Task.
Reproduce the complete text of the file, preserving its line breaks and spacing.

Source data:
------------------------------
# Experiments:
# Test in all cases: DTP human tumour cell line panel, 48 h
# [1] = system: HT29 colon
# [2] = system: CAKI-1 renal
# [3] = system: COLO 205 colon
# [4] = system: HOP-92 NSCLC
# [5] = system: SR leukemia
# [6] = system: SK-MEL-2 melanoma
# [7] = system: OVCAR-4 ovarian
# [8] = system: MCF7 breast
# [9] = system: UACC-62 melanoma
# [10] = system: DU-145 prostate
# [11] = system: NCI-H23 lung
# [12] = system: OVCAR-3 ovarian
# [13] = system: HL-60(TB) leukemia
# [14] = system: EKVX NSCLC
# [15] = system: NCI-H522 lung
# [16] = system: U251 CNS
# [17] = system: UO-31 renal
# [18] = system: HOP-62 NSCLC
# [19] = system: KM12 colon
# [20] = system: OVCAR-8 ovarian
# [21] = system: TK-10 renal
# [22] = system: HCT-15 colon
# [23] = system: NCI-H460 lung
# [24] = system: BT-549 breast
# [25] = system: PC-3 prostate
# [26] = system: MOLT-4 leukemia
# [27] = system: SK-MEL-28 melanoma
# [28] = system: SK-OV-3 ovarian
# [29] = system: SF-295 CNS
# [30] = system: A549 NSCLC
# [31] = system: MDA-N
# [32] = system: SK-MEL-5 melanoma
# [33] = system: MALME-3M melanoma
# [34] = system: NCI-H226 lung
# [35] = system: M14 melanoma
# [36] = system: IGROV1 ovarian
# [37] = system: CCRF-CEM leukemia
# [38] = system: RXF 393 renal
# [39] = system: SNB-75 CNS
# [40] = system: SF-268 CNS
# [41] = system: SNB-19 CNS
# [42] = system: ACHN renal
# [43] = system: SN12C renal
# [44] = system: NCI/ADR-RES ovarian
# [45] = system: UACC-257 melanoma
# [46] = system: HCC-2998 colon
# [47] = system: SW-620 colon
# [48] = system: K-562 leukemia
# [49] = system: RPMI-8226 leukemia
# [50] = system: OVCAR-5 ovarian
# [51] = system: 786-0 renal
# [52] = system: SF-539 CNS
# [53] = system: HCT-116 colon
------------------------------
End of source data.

# Experiments:
# Test in all cases: DTP human tumour cell line panel, 48 h
# [1] = system: HT29 colon
# [2] = system: CAKI-1 renal
# [3] = system: COLO 205 colon
# [4] = system: HOP-92 NSCLC
# [5] = system: SR leukemia
# [6] = system: SK-MEL-2 melanoma
# [7] = system: OVCAR-4 ovarian
# [8] = system: MCF7 breast
# [9] = system: UACC-62 melanoma
# [10] = system: DU-145 prostate
# [11] = system: NCI-H23 lung
# [12] = system: OVCAR-3 ovarian
# [13] = system: HL-60(TB) leukemia
# [14] = system: EKVX NSCLC
# [15] = system: NCI-H522 lung
# [16] = system: U251 CNS
# [17] = system: UO-31 renal
# [18] = system: HOP-62 NSCLC
# [19] = system: KM12 colon
# [20] = system: OVCAR-8 ovarian
# [21] = system: TK-10 renal
# [22] = system: HCT-15 colon
# [23] = system: NCI-H460 lung
# [24] = system: BT-549 breast
# [25] = system: PC-3 prostate
# [26] = system: MOLT-4 leukemia
# [27] = system: SK-MEL-28 melanoma
# [28] = system: SK-OV-3 ovarian
# [29] = system: SF-295 CNS
# [30] = system: A549 NSCLC
# [31] = system: MDA-N
# [32] = system: SK-MEL-5 melanoma
# [33] = system: MALME-3M melanoma
# [34] = system: NCI-H226 lung
# [35] = system: M14 melanoma
# [36] = system: IGROV1 ovarian
# [37] = system: CCRF-CEM leukemia
# [38] = system: RXF 393 renal
# [39] = system: SNB-75 CNS
# [40] = system: SF-268 CNS
# [41] = system: SNB-19 CNS
# [42] = system: ACHN renal
# [43] = system: SN12C renal
# [44] = system: NCI/ADR-RES ovarian
# [45] = system: UACC-257 melanoma
# [46] = system: HCC-2998 colon
# [47] = system: SW-620 colon
# [48] = system: K-562 leukemia
# [49] = system: RPMI-8226 leukemia
# [50] = system: OVCAR-5 ovarian
# [51] = system: 786-0 renal
# [52] = system: SF-539 CNS
# [53] = system: HCT-116 colon